2. Methods

A computer-based retrieval was performed to search articles which describe hemorrhagic stroke after spine and joint surgeries published between September 1, 1980, and September 1, 2016, in PubMed database with the key words of “stroke, spine, joint” in English. And 141 articles were found in this way. The inclusion criteria includes the following. (1) Studies should cover the clinical status, risk factors, and treatment options of hemorrhagic stroke after spine and joint surgeries. (2) Study assumptions and research methods are similar. (3) The patient’s diagnosis is clear. The exclusion criteria includes repeated reports, incomplete data, and study defect. After filtering these articles by the inclusion and exclusion criteria, finally, 25 articles are included into this review.

3. Results

3.1. Clinical Status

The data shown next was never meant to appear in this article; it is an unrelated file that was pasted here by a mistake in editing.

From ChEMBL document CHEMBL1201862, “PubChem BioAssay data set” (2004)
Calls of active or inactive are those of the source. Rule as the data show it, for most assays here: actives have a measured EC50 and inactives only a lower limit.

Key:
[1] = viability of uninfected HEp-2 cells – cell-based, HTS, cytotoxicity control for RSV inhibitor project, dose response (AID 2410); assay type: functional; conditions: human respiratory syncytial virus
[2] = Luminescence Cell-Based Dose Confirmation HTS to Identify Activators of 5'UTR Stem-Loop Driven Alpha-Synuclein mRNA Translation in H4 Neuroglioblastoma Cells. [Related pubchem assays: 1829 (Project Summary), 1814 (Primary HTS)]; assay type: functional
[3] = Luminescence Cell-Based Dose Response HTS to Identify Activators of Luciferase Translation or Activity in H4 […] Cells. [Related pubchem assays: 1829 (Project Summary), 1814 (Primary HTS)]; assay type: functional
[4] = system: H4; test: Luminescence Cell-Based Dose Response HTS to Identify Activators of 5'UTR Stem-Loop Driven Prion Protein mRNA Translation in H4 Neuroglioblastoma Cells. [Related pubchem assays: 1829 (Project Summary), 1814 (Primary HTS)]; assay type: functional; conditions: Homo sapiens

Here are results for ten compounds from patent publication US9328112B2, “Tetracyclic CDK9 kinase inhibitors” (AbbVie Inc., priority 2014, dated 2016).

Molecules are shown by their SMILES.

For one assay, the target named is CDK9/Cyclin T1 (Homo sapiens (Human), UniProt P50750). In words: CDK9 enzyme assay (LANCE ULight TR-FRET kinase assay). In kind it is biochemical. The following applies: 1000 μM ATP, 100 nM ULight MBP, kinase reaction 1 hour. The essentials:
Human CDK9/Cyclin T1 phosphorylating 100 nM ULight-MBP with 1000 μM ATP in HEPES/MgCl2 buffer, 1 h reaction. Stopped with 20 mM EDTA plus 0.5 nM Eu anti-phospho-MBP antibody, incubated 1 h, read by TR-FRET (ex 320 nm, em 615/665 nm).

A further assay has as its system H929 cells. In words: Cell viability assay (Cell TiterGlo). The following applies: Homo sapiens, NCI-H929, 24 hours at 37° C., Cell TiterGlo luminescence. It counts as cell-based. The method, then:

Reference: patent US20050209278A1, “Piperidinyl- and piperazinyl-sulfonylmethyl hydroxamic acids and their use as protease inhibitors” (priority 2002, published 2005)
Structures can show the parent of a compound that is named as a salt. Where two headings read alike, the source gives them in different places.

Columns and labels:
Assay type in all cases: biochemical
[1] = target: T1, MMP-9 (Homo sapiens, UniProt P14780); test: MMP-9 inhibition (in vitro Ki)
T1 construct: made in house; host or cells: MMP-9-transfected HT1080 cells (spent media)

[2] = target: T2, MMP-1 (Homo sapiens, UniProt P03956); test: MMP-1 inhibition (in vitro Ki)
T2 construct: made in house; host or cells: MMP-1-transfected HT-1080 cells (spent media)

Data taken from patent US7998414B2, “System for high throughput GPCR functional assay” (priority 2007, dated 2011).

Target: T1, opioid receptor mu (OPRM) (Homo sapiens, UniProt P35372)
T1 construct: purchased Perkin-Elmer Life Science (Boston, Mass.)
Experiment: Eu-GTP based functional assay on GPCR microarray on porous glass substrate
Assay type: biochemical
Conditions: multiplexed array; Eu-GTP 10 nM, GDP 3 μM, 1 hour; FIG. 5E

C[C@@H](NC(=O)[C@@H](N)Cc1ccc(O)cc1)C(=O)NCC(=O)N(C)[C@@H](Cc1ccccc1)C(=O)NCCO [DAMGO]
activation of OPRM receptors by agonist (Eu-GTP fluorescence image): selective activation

Postoperative intracranial hemorrhages may happen after spinal surgery in different places in the brain, such as the epidural or subdural space and the supratentorial or cerebellar parenchyma. Although it is a rare complication, it can be related to permanent serious disability [4]. Chadduck reported the first case of remote cerebellar hemorrhage (RCH) of a patient who had undergone a cervical laminectomy in the sitting position. The clinical manifestations of this patient included headache, cerebellar neurological disorders, and altered level of consciousness [3]. After that Mikawa reported the second case: a patient became comatose almost 16 hours after cervical durotomy and revision C1-C2 fusion, as the cerebellar hemorrhage occurred within the first 10 hours after the surgery. From the first case reported to the present, there are 44 published cases of remote hemorrhage reported after spinal surgery. Among these, there are 11 cases undergoing cervical laminectomy, 19 cases undergoing lumbar laminectomy, 10 cases undergoing lumbar spinal fusion, 3 cases undergoing tumor resection, and 1 case undergoing Harington rod placement [510]. In these cases, most patients had clinical manifestations of headache, vomiting, consciousness disturbance, and mental disorders, and the CT scan of these patients showed subarachnoid hemorrhage or hemorrhage of the brain parenchyma. Most patients can recover after active treatment and rehabilitation exercise among these cases; however there are also some patients becoming disabled and even dead (Table 1). In order to verify whether spine surgery is associated with stroke, Jau-Ching Wu conducted a cohort study in Taiwan. In this study, a Taiwan-wide cohort of 1 million people from 2000 to 2005 was divided into the lumbar spinal fusion group and they were followed up for 3 years for stroke. The result shows that patients undergoing lumbar spinal fusion do not have a higher incidence rate of stroke. And the author admits that the result of this study is not convincing enough because of the database limits. So it is still unclear whether spine surgery and stroke are related. Hemorrhagic stroke is also a disastrous complication after joint surgeries such as total joint arthroplasty (TJA). Rasouli et al. made a database review which covered a total of 1,762,496 patients after TJA from 2002 to 2011. After doing a population-based trend analysis, they found that the incidence rate of all perioperative stroke after TJA was nearly 0.14%. And among these perioperative strokes, 20.55% of cases were hemorrhagic stroke. The in-hospital mortality rate was much higher for TJA patients with stroke than patients without stroke (9% versus 0.15%) [11]. Although the epidemiological studies showed a low frequency of perioperative stroke, it is still the leading cause of disability and death for patients after joint surgeries [12].